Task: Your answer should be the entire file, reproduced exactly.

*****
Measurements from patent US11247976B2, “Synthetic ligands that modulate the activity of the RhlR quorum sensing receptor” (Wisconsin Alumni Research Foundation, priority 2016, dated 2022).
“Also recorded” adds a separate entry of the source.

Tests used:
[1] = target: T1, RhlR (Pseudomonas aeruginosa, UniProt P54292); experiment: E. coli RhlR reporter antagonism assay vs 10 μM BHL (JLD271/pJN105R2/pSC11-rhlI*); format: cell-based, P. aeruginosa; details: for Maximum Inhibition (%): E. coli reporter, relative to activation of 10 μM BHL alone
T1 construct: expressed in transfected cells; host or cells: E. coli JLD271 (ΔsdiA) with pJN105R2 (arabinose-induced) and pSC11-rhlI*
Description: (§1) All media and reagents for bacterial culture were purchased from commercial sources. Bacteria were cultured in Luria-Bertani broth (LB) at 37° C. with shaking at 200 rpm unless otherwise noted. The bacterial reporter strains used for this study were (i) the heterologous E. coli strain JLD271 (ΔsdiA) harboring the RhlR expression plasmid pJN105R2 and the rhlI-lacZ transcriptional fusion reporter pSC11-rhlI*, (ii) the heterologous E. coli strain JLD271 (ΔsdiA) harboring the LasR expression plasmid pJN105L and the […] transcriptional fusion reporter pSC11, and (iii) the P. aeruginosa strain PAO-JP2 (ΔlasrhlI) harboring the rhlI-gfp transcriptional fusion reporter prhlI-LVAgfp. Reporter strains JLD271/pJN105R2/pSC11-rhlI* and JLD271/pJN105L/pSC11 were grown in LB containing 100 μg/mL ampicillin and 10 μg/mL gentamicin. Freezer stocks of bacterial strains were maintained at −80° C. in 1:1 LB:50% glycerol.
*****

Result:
Measurements from patent US11247976B2, “Synthetic ligands that modulate the activity of the RhlR quorum sensing receptor” (Wisconsin Alumni Research Foundation, priority 2016, dated 2022).
“Also recorded” adds a separate entry of the source.

Tests used:
[1] = target: T1, RhlR (Pseudomonas aeruginosa, UniProt P54292); experiment: E. coli RhlR reporter antagonism assay vs 10 μM BHL (JLD271/pJN105R2/pSC11-rhlI*); format: cell-based, P. aeruginosa; details: for Maximum Inhibition (%): E. coli reporter, relative to activation of 10 μM BHL alone
T1 construct: expressed in transfected cells; host or cells: E. coli JLD271 (ΔsdiA) with pJN105R2 (arabinose-induced) and pSC11-rhlI*
Description: (§1) All media and reagents for bacterial culture were purchased from commercial sources. Bacteria were cultured in Luria-Bertani broth (LB) at 37° C. with shaking at 200 rpm unless otherwise noted. The bacterial reporter strains used for this study were (i) the heterologous E. coli strain JLD271 (ΔsdiA) harboring the RhlR expression plasmid pJN105R2 and the rhlI-lacZ transcriptional fusion reporter pSC11-rhlI*, (ii) the heterologous E. coli strain JLD271 (ΔsdiA) harboring the LasR expression plasmid pJN105L and the […] transcriptional fusion reporter pSC11, and (iii) the P. aeruginosa strain PAO-JP2 (ΔlasrhlI) harboring the rhlI-gfp transcriptional fusion reporter prhlI-LVAgfp. Reporter strains JLD271/pJN105R2/pSC11-rhlI* and JLD271/pJN105L/pSC11 were grown in LB containing 100 μg/mL ampicillin and 10 μg/mL gentamicin. Freezer stocks of bacterial strains were maintained at −80° C. in 1:1 LB:50% glycerol.